PROBIOTICS 101: Learn How Probiotics Work and How They Can Improve Your Overall Health

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by Lawrence J. Hoberman, MD

I have spent a substantial portion of my medical career focused on gastrointestinal health, and I am known to be passionate about the benefits of probiotics. I enjoy educating my patients about the ways probiotics can help offset the unintended consequences of antibiotics while promoting wellness through digestive health.

Intestinal Bacteria

To understand what probiotics do, it is important to have a little background information about the world of intestinal bacteria. As we evolved, bacteria inhabited our intestines, where they helped our immune system fight infections due to parasites, viruses and bacteria. The intestinal bacteria also helped us digest food and enhance normal intestinal motility.

We have a symbiotic relationship with our intestinal bacteria. We provide shelter and nourishment for them, and they provide health benefits for us. We have more than a hundred trillion bacteria in our intestines, with most residing in our large intestines or colon. Most of the intestinal bacteria are beneficial or “good guys,” but there are some harmful bacteria. As long as the healthy bacteria are in control, our intestines work fine.

But when we take antibiotics, eat unhealthy, travel or become stressed, there can be a disruption in the balance of the intestinal bacteria. The “bad guys” start to multiply and stimulate the immune system, which leads to inflammation in the intestines and breakdown in the intestinal barrier.

As a result, we develop a variety of intestinal symptoms. In addition, the inflammation can lead to a “leaky gut” and contribute to development of other disorders like obesity and diabetes. By taking a probiotic supplement, it is possible to re-establish the healthy balance of the intestinal bacteria, reduce the inflammation and restore the integrity of the intestinal barrier.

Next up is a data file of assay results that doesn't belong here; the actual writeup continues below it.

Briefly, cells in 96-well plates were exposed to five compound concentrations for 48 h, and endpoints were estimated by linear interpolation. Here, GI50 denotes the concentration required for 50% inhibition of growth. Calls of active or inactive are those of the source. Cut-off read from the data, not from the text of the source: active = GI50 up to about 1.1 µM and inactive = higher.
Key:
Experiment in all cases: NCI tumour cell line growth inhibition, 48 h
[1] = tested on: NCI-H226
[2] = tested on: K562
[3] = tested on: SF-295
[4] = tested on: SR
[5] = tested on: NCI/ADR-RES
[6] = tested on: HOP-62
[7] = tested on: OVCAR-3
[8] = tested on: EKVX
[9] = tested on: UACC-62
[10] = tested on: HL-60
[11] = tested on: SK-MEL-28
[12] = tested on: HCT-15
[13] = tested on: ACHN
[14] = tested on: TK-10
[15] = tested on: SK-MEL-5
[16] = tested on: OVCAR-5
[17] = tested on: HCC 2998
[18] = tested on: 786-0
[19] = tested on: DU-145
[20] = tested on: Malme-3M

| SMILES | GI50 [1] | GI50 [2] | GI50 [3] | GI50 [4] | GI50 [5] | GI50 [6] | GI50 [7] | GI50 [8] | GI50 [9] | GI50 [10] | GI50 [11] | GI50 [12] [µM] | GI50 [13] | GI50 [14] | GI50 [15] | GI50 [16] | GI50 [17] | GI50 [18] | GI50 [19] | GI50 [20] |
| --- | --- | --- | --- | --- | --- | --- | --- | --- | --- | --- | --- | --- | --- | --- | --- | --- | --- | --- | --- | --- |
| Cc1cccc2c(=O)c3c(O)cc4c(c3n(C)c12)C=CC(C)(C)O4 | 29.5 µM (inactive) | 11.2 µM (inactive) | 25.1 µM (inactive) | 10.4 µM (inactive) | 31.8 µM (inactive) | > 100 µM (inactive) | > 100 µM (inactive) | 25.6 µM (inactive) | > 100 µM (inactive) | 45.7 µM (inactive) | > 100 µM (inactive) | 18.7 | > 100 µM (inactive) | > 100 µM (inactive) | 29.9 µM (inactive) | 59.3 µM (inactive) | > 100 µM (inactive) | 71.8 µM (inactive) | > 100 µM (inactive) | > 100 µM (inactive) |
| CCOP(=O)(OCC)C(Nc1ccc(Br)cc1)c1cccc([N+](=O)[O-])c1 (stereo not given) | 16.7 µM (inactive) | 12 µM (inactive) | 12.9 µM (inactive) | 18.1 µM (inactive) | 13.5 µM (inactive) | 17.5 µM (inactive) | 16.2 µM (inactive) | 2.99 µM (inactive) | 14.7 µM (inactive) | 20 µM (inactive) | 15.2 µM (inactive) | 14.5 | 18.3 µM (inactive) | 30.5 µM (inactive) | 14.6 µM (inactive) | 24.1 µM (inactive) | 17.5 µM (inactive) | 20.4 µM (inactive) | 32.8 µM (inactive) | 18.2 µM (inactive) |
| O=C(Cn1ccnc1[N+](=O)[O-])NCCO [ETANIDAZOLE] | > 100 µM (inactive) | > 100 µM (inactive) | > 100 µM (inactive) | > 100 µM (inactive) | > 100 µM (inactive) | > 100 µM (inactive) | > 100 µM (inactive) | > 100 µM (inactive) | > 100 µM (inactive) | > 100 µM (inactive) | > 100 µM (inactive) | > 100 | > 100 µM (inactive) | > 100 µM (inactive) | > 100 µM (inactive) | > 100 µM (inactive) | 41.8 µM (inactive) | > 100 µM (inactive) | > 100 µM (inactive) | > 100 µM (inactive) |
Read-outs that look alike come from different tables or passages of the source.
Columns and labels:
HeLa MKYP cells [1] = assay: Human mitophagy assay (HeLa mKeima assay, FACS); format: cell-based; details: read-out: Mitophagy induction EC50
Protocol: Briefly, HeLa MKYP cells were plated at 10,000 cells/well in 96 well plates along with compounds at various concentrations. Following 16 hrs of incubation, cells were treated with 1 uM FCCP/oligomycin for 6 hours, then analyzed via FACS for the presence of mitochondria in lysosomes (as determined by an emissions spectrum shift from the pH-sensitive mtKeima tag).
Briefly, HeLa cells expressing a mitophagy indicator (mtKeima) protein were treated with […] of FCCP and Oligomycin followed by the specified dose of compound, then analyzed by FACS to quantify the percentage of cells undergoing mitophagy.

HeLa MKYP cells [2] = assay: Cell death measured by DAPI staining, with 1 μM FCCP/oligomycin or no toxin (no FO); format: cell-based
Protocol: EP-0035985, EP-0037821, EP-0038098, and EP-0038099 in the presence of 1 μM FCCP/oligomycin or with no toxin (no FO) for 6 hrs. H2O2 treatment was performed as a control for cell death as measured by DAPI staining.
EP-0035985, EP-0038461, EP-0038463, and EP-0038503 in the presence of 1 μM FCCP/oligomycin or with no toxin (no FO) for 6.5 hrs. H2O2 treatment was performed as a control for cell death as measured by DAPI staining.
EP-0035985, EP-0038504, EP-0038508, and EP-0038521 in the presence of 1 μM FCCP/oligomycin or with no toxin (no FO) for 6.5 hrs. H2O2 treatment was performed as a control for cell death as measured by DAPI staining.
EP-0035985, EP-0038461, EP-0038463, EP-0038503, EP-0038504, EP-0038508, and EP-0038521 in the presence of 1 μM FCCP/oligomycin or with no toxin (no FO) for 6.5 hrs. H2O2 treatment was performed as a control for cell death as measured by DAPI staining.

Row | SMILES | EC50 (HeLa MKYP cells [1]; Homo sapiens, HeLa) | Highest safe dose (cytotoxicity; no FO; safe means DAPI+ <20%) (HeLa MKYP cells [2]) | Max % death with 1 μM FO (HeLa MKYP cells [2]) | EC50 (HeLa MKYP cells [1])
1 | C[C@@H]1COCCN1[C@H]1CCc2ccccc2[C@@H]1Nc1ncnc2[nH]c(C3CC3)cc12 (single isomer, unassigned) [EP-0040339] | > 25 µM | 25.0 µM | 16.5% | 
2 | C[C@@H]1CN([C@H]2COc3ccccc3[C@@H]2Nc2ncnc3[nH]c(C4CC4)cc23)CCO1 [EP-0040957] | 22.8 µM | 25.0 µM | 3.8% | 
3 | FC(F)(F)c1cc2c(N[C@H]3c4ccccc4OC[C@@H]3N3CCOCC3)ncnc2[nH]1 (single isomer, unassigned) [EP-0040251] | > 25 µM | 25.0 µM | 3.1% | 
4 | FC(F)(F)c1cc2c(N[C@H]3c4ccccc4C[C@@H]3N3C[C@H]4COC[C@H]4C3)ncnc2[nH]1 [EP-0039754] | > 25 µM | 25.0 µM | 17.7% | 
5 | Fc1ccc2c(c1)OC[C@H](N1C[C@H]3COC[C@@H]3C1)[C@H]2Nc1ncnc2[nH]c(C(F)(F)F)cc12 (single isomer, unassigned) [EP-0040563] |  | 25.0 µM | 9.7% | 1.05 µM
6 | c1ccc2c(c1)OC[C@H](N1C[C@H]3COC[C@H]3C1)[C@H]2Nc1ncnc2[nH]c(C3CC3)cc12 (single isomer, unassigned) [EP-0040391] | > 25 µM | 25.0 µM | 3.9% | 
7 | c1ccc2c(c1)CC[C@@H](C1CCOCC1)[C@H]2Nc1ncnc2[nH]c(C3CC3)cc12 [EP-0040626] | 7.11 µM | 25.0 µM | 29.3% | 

How Probiotics Help

Probiotics are micro-organisms, primarily bacteria, that confer health benefits when they are ingested. The two main probiotic bacteria are Lactobacillus and Bifidobacteria species. There are many varieties of these bacteria, and each particular bacterium may have specific health benefits.

Lactobacillus casei strains have been found to lessen the risk of developing antibiotic-related diarrhea. Lactobacillus acidophilus strains have been found to lessen the symptoms of bloating, gas, constipation and diarrhea in patients who struggle with Irritable Bowel Disease.

Similarly, there are different Bifidobacteria species and strains that provide specific benefits. For example, Bifidobacteria are the first bacteria to inhabit an infant’s intestines when delivered vaginally. These bacteria breakdown starches in breast milk and produce substances that provide nourishment for the colon-lining cells and stimulate the maturation of the intestines.

Choose a Good Probiotic

You can go into most grocery and health food stores today and find many probiotic options. When considering a probiotic, take the supplement in a capsule or pill form. Using yogurt or other food supplements can’t provide the amount or variety of bacteria available in pill/capsule formula. Look for a product that has multiple species and strains of probiotics; one organism can’t provide all the benefits, like altering the immune system and improving digestion of resistant starches in our diet.

Also, it is important to look at the amount of bacteria in a serving size called colony-forming units (CFUs). It is best to take a product that has at least 8 to 10 billion CFUs in each serving size.

Generally, it can take at least one week to notice improvement after starting a probiotic, but sometimes it can take two to three weeks. Don’t give up after only three to four days of taking a probiotic.

When someone has ongoing gastrointestinal disorders without an identifiable cause, or when someone is going to take an antibiotic, I recommend taking a probiotic. Fortunately, probiotics have been found to be very safe without any serious side effects. As a precaution, consult with your physician if you are on special medications or if your immune system is suppressed.

LawerenceHoberman,MDLawrence Hoberman, M.D., has spent more than 40 years practicing medicine and is board certified in both Internal Medicine (1972) and Gastroenterology (1975). In 2007, he developed his own probiotic supplement: EndoMune Advanced Probiotic (www.EndoMune.com). Dr. Hoberman currently sees patients as a part of a health and wellness practice that stresses preventative medicine called Health by Design, located at 13409 George Road in San Antonio. He can be reached at info@endomune.com or (210) 862-2138.

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